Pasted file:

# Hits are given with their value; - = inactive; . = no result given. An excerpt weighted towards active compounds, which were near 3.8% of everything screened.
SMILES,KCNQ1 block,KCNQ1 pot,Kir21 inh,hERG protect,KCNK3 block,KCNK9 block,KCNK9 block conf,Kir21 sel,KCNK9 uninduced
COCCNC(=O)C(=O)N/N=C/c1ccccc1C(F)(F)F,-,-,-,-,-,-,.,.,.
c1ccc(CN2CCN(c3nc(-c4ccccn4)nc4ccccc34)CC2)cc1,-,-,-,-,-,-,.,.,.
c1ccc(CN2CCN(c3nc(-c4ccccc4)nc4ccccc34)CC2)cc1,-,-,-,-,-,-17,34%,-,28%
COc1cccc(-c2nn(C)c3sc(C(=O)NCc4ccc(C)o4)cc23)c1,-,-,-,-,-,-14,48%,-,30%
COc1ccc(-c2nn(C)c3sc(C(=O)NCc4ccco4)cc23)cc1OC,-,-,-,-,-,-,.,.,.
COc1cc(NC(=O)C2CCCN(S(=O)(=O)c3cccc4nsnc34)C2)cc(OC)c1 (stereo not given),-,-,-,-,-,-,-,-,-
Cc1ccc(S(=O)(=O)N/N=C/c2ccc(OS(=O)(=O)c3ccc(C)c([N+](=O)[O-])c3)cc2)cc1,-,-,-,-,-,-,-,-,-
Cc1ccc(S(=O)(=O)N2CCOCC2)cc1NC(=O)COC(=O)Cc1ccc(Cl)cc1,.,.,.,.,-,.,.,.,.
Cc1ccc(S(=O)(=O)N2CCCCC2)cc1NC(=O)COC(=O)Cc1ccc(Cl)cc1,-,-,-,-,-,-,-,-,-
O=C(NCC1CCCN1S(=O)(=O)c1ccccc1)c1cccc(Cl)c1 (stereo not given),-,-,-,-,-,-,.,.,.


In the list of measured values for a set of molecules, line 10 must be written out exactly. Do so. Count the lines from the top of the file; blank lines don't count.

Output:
Cc1ccc(S(=O)(=O)N2CCOCC2)cc1NC(=O)COC(=O)Cc1ccc(Cl)cc1,.,.,.,.,-,.,.,.,.